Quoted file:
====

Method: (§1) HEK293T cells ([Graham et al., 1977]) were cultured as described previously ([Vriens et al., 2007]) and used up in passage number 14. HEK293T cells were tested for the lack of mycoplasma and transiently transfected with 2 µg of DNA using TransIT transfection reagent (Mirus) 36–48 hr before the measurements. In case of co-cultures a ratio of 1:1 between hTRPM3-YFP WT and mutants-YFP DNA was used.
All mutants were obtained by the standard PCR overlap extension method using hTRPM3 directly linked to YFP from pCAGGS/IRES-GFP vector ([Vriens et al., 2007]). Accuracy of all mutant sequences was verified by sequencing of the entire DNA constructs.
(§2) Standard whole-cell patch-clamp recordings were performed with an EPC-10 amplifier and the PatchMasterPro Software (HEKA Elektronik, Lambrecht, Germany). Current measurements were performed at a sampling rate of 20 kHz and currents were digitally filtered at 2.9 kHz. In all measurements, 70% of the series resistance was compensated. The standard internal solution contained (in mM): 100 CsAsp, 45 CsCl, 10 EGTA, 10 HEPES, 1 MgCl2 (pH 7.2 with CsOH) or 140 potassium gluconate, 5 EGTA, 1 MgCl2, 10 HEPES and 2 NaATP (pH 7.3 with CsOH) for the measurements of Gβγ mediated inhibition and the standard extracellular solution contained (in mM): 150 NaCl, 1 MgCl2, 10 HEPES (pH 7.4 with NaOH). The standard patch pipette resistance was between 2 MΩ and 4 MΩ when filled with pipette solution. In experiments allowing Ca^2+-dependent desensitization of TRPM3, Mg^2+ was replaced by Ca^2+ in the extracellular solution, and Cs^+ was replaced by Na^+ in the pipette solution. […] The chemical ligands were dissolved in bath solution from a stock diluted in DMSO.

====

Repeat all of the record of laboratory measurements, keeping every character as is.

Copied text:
Method: (§1) HEK293T cells ([Graham et al., 1977]) were cultured as described previously ([Vriens et al., 2007]) and used up in passage number 14. HEK293T cells were tested for the lack of mycoplasma and transiently transfected with 2 µg of DNA using TransIT transfection reagent (Mirus) 36–48 hr before the measurements. In case of co-cultures a ratio of 1:1 between hTRPM3-YFP WT and mutants-YFP DNA was used.
All mutants were obtained by the standard PCR overlap extension method using hTRPM3 directly linked to YFP from pCAGGS/IRES-GFP vector ([Vriens et al., 2007]). Accuracy of all mutant sequences was verified by sequencing of the entire DNA constructs.
(§2) Standard whole-cell patch-clamp recordings were performed with an EPC-10 amplifier and the PatchMasterPro Software (HEKA Elektronik, Lambrecht, Germany). Current measurements were performed at a sampling rate of 20 kHz and currents were digitally filtered at 2.9 kHz. In all measurements, 70% of the series resistance was compensated. The standard internal solution contained (in mM): 100 CsAsp, 45 CsCl, 10 EGTA, 10 HEPES, 1 MgCl2 (pH 7.2 with CsOH) or 140 potassium gluconate, 5 EGTA, 1 MgCl2, 10 HEPES and 2 NaATP (pH 7.3 with CsOH) for the measurements of Gβγ mediated inhibition and the standard extracellular solution contained (in mM): 150 NaCl, 1 MgCl2, 10 HEPES (pH 7.4 with NaOH). The standard patch pipette resistance was between 2 MΩ and 4 MΩ when filled with pipette solution. In experiments allowing Ca^2+-dependent desensitization of TRPM3, Mg^2+ was replaced by Ca^2+ in the extracellular solution, and Cs^+ was replaced by Na^+ in the pipette solution. […] The chemical ligands were dissolved in bath solution from a stock diluted in DMSO.